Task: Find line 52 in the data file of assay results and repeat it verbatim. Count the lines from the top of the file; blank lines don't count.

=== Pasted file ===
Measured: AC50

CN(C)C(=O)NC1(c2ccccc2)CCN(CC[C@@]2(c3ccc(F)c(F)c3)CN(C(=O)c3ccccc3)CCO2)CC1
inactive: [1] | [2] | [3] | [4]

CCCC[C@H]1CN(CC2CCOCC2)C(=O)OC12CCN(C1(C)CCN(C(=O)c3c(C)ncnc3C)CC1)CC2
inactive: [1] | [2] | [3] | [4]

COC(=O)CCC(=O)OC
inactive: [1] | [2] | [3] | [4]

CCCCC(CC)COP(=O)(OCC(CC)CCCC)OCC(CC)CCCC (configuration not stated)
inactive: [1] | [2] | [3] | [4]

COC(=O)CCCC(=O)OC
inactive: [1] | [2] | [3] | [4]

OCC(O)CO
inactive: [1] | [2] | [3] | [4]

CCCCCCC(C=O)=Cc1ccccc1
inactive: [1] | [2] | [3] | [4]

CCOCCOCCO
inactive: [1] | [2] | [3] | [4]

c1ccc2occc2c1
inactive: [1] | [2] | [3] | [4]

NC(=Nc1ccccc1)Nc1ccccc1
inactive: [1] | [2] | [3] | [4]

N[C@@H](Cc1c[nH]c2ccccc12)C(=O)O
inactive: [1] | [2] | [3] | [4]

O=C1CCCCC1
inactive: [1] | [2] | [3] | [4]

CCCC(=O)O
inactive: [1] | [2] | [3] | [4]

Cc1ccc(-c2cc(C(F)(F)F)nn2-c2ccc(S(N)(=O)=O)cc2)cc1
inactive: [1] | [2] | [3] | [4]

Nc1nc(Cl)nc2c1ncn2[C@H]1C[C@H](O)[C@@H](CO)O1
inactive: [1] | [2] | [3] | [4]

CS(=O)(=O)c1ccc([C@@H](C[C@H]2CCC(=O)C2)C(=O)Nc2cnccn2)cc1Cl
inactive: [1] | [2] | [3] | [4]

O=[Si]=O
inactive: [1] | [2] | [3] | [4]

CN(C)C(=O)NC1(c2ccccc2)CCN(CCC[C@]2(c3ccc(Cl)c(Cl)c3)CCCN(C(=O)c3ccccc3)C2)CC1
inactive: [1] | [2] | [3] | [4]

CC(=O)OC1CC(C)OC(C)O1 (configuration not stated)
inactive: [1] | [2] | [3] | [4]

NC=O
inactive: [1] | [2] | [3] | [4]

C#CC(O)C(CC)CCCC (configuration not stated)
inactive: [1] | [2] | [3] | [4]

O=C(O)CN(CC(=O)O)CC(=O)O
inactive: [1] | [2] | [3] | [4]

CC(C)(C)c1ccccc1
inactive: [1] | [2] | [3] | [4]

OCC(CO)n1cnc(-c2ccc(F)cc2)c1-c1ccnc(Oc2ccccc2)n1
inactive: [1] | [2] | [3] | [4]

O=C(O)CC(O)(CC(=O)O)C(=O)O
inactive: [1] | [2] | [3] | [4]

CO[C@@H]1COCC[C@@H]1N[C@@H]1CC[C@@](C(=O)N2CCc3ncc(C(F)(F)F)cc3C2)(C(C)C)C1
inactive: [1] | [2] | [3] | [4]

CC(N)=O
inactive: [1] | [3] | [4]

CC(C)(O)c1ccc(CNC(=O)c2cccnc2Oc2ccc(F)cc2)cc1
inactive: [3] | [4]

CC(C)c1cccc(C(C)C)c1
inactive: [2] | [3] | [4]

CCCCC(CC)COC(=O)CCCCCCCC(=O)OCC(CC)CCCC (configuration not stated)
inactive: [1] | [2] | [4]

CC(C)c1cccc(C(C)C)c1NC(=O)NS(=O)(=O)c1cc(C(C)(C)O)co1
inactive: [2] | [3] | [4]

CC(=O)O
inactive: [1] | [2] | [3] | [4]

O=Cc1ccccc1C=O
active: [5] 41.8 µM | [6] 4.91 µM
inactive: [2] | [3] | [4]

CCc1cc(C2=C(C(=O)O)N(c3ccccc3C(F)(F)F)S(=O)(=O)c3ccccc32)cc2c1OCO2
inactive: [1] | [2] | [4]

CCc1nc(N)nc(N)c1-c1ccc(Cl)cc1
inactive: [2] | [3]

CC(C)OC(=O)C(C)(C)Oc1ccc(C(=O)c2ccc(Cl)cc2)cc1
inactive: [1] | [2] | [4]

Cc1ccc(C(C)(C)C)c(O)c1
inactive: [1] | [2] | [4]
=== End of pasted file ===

CO[C@@H]1COCC[C@@H]1N[C@@H]1CC[C@@](C(=O)N2CCc3ncc(C(F)(F)F)cc3C2)(C(C)C)C1